unfinished_output = ex.args[3]
else:
    # No timeout, all commands finished within five seconds
    finished_output = output
    unfinished_output = None
for host_out in finished_output:
    for line in host_out.stdout:
        print(line)
if unfinished_output is not None:
    <handle unfinished output>

In the above example, output is printed only for those commands which have completed within the five second timeout.

Client code may choose to then join again only on the unfinished output if some commands have failed in order to gather remaining output.

Reading Partial Output of Commands That Do Not Terminate

In some cases, such as when the remote command never terminates unless interrupted, it is necessary to use PTY and to close the channel to force the process to be terminated before a join sans timeout can complete. For example:

output = client.run_command(
    'while true; do echo a line; sleep .1; done',
    use_pty=True, read_timeout=1)

# Read as many lines of output as hosts have sent before the timeout
stdout = []
for host_out in output:
    try:
        for line in host_out.stdout:
            stdout.append(line)
    except Timeout:
        pass

# Closing channel which has PTY has the effect of terminating
# any running processes started on that channel.
for host_out in output:
    host_out.client.close_channel(host_out.channel)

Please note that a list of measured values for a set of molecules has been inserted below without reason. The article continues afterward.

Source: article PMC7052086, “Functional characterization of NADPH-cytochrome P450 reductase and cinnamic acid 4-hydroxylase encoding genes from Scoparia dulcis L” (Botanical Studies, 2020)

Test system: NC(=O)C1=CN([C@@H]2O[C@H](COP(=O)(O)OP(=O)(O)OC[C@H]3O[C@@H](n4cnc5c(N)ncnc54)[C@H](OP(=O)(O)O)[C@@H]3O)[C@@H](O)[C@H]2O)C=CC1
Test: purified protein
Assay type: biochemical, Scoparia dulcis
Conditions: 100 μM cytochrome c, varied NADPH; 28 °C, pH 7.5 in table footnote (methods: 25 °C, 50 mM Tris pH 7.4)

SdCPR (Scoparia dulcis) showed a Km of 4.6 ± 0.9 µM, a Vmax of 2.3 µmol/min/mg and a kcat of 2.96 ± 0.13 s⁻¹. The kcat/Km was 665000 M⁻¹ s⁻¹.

# Join is not strictly needed here as channel has already been closed and
# command has finished, but is safe to use regardless.
client.join(output)
# Can now read output up to when the channel was closed without blocking.
rest_of_stdout = list(output[0].stdout)

Without a PTY, a join call with a timeout will complete with timeout exception raised but the remote process will be left running as per SSH protocol specifications.

Note

Read timeout may be changed after run_command has been called by changing HostOutput.read_timeout for that particular host output.

Note

When output from commands is not needed, it is best to use client.join(consume_output=True) so that output buffers are consumed automatically.

If output is not read or automatically consumed by join output buffers will continually grow, resulting in increasing memory consumption while the client is running, though memory use rises very slowly.

Per-Host Configuration

Sometimes, different hosts require different configuration like user names and passwords, ports and private keys. Capability is provided to supply per host configuration for such cases.

from pssh.config import HostConfig

hosts = ['localhost', 'localhost']
host_config = [
    HostConfig(port=2222, user='user1',
               password='pass', private_key='my_pkey.pem'),
    HostConfig(port=2223, user='user2',
               password='pass', private_key='my_other_key.pem'),
]

client = ParallelSSHClient(hosts, host_config=host_config)
client.run_command('uname')
<..>

In the above example, the client is configured to connect to hostname localhost, port 2222 with username user1, password pass and private key file my_pkey.pem and hostname localhost, port 2222 with username user1, password pass and private key file my_other_pkey.pem.